Tag Info

Hot answers tagged

6

you can try to use iostat to pin down which device generates the i/o wait: # iostat -k -h -n 5 see the iostat man page for further details. nfs is often part of the problem especially if you serve a large number of small files or have particular many file operations. you can tune nfs access by using the usual mount options like rsize=32768,wsize=32768. ...


4

First, NFS does not provide cache coherency, so if you need that, you must look elsewhere. What NFS specifies is a weaker model called close-to-open consistency. Meaning that when a file is closed, any dirty data are flushed to the server. Conversely, when a file is opened, an attribute check is performed, meaning that if the client has cached pages from ...


4

NFS 4.1 (minor 1) is designed to be a faster and more efficient protocol and is recommended over previous versions, especially 4.0. This includes client-side caching, and although not relevant in this scenario, parallel-NFS (pNFS). The major change is that is that the protocol is now stateful. ...


3

First of all, I'd use an actual I/O benchmark utility such as 'iozone'. It'll test a variety of things and will even use O_DIRECT if flagged to do so. And even, as I recall, has some NFS-specific flags. One thing I've found to be very reliable is to use a file-size that exceeds the RAM size for the device you're testing on. This busts the cache, and gives ...


2

This only depend about what you want to measure. You just forgot to define your goal. If you want the NFS cluster raw performances, then you have to bypass your RAM. If you want "real world" performances, then you have to use your RAM. But real world I/O are rarely those from dd. You will have better results with iozone for example. So define your goal. ...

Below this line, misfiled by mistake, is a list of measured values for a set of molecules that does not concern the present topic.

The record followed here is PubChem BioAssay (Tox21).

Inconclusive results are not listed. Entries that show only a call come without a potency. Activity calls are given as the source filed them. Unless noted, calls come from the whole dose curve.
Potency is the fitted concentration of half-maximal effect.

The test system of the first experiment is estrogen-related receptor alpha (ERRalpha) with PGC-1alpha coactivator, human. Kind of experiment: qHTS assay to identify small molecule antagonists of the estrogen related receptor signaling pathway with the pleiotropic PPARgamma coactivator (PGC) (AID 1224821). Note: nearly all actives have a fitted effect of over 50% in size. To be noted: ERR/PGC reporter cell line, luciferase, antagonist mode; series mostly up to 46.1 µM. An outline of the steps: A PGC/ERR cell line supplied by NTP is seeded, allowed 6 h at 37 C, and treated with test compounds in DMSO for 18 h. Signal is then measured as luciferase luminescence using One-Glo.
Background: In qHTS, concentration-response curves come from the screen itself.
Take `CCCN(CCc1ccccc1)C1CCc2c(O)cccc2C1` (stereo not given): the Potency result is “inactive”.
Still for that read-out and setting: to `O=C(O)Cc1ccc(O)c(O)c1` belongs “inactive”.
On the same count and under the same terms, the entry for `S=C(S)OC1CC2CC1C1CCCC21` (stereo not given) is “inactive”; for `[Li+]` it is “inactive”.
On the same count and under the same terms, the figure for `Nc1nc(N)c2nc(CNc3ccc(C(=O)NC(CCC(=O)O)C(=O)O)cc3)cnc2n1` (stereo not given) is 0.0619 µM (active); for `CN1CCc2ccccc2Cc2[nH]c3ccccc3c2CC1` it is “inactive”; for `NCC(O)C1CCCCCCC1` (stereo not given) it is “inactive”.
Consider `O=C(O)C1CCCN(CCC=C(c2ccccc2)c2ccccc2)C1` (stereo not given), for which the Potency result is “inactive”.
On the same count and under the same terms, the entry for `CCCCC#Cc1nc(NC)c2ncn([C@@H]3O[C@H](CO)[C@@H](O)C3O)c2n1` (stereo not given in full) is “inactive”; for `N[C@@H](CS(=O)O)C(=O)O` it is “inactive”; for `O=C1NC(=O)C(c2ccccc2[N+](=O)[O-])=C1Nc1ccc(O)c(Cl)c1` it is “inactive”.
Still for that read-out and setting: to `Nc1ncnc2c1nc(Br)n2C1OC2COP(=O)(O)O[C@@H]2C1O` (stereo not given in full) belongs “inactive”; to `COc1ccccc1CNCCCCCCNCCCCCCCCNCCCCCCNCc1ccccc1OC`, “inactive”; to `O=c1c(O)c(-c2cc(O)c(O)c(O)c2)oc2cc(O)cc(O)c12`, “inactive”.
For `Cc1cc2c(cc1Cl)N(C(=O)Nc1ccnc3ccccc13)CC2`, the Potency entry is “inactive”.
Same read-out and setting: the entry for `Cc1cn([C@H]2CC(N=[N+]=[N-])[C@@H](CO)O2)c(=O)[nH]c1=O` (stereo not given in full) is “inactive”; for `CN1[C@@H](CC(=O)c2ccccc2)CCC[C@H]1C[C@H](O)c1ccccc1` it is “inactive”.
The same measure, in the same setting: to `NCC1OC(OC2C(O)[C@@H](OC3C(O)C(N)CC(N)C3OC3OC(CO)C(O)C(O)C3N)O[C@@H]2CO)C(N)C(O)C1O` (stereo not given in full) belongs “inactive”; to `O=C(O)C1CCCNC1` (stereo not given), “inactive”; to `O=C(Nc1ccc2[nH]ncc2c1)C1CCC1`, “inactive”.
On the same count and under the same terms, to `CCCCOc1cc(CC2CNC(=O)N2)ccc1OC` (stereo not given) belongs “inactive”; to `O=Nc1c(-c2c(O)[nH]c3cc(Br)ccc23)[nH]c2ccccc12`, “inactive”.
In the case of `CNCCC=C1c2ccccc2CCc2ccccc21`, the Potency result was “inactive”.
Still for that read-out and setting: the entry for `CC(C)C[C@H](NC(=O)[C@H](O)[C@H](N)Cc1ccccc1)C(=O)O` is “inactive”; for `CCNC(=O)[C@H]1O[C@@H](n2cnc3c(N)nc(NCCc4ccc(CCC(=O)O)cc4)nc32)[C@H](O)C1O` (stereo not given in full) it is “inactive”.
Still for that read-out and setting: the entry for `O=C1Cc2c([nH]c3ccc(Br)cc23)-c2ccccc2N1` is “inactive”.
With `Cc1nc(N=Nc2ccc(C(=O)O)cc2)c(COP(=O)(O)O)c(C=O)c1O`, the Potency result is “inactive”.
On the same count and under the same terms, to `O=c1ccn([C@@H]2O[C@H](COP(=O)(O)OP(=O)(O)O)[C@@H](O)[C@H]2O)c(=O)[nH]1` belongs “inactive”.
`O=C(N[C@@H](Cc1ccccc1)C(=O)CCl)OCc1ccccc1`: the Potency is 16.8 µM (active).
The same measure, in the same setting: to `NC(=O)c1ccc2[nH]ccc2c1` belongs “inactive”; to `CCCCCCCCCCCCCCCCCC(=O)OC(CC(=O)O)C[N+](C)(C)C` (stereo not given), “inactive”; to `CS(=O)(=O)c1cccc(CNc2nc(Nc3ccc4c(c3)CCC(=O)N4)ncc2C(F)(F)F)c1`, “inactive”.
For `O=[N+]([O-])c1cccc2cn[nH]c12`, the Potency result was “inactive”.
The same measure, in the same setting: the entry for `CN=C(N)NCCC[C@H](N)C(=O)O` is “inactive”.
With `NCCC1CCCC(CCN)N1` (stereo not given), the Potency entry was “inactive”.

2

You're definitely thinking on the right lines, but in my experience, shared-storage on virtual machines is rarely performant, so I doubt i'd actually go down the NFS route in this instance. The biggest disadvantage would be the Single Point Of Failure surrounding NFS atop EBS, which might prove quite tricky to mitigate. In a non-virtual datacenter, I'd use ...


2

The NFS {r,w}size defined by client mount option and/or server capabilities. IOW, you can define them on command line like: # mount -o rsize=1048576 ..... Linux client have different default values for v3 and v4 - 32k and 1MB. The nfs server may request a smaller or can support bigger sizes. You should be able to see that with wireshark as FSINFO call for ...


2

You should try the noatime option when mounting the remote filesystem in the client. From man 8 mount noatime - Do not update inode access times on this filesystem (e.g., for faster access on the news spool to speed up news servers). In my case, it improved write performance a lot.


2

By setting up a central NFS server you introduce a single point of failure into your design. That alone should be a deal breaker. If not, NFS can be plenty fast enough for a load like this. The critical factors will be having enough RAM to cache files, low latency interconnections (Gig-E or better), and tuning (less so than the previous). You should also ...


2